Please use this identifier to cite or link to this item: http://hdl.handle.net/10603/71489
Title: A COMPARISON OF THE PHYSICAL AND PSYCHOSOCIAL WELLBEING OF CHILDREN LIVING WITH HIV CLHIV IN FAMILY BASED AND INSTITUTIONALIZED CARE SETTINGS IN KARNATAKA
Researcher: SHEEJA P.P
Guide(s): DR. G. KASTHURI
Keywords: Children living with HIV
CLHIV
Health related quality of life
physical well-being
University: Sri Ramachandra University
Completed Date: 11/01/2016
Abstract: A good nurturing environment is crucial for physical and psychosocial development of the child. By and large children living with HIV are brought up in either home environment where they are looked after by both parents/one parent/grandparents/other caretakers. A small proportion of the children are brought to a structured institution either because they were orphaned or due to inability on the part of the caretakers to care for them. Previous research appears to suggest that institutional care jeopardizes children s optimal development. Having gone through the various literatures felt the need to compare the physical and psychosocial wellbeing of CLHIV in family based and institutionalized care settings which is an area unexplained in the Indian scenario. No training module addressing the needs of CLHIV currently exists in India thus there was a felt need for this study. The primary objective of the study was to compare the Physical and Psychosocial well- being of CLHIV in family-based and institutionalized care settings. Findings of the study revealed that, In both settings CD4 count, clinical staging and duration of ART years were comparable. The mean year of stay in institution was 2.4 years. Majority of children in both were in the category of normal according to their BAZ. 122 of the family based children were in the classification of stunting in comparison with 84 in the institutionalized children, which showed statistical significance between the group. According to child self report HRQOL, the difference of perceived physical health status between the two study groups was statistically significant with children living in institutionalized setting demonstrating better QOL in this domain. The results are encouraging as observed by comparatively good physical and psychosocial function of children living with HIV. However children living in the families either cared by parents or extended family members demonstrated lower QOL in comparison with the counterparts newline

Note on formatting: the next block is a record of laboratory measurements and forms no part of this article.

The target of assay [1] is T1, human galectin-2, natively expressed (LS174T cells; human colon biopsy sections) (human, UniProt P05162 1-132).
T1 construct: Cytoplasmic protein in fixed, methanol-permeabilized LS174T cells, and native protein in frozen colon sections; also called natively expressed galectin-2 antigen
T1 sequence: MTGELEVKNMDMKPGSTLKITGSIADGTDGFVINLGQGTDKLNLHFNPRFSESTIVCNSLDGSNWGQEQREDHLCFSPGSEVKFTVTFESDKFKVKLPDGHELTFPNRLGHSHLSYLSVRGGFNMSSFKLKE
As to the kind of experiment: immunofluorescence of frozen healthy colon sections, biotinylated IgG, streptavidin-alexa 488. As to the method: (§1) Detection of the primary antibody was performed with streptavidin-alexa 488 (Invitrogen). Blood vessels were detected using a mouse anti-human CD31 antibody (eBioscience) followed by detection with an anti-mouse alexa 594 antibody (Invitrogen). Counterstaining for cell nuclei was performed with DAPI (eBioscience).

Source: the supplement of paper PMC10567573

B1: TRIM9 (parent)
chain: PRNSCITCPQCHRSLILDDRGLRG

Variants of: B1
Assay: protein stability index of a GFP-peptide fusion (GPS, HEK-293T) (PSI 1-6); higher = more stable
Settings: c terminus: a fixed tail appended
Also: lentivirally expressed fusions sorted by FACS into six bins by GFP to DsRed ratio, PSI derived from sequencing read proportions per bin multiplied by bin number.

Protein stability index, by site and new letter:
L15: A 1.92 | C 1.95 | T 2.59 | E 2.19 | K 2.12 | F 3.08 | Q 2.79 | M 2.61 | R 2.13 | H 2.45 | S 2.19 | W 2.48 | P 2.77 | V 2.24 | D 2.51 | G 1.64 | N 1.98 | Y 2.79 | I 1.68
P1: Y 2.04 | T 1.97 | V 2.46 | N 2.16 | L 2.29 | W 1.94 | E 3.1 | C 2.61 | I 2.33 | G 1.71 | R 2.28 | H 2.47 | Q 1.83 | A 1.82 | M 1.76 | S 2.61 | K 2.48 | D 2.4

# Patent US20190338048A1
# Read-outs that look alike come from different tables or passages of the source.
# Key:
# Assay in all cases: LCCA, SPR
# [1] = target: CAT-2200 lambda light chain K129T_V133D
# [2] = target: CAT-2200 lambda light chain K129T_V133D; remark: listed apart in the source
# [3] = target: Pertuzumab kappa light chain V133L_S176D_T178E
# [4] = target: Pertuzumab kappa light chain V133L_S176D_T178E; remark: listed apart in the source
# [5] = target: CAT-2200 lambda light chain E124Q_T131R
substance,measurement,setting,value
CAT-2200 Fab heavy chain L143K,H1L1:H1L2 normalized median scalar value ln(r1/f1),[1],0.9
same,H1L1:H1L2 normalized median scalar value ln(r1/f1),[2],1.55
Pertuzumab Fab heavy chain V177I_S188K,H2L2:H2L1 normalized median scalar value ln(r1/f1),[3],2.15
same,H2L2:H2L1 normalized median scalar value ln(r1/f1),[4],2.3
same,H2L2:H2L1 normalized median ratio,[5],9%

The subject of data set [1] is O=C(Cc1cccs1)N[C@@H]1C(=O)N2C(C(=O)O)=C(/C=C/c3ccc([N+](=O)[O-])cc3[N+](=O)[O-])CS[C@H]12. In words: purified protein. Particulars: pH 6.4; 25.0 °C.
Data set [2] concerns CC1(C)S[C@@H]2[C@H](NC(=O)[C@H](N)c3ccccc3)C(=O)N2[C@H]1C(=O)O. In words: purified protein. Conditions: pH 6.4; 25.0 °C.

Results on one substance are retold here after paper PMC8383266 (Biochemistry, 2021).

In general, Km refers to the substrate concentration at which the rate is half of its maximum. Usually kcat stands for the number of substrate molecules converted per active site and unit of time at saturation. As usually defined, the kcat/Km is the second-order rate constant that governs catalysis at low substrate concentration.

Pagination: 1-124
URI: http://hdl.handle.net/10603/71489
Appears in Departments:College of Nursing

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10.chapter ii.pdfAttached File280.94 kBAdobe PDFView/Open
11.chapter iii.pdf327.76 kBAdobe PDFView/Open
12.chapter iv.pdf271.3 kBAdobe PDFView/Open
13.chapter v.pdf103.13 kBAdobe PDFView/Open
14.chapter vi.pdf140.72 kBAdobe PDFView/Open
15.reference.pdf184.36 kBAdobe PDFView/Open
16.annexure.pdf4.24 MBAdobe PDFView/Open
1.title page .pdf66.63 kBAdobe PDFView/Open
2.certificate (1).pdf53.67 kBAdobe PDFView/Open
3.declaration.pdf56.67 kBAdobe PDFView/Open
4.abreviations (2).pdf48.35 kBAdobe PDFView/Open
5.list of tables.pdf49.71 kBAdobe PDFView/Open
6.list of figures.pdf45.63 kBAdobe PDFView/Open
7.acknowledgement (1).pdf78.75 kBAdobe PDFView/Open
8.abstract (1).pdf152.5 kBAdobe PDFView/Open
9.chapter i.pdf445.09 kBAdobe PDFView/Open


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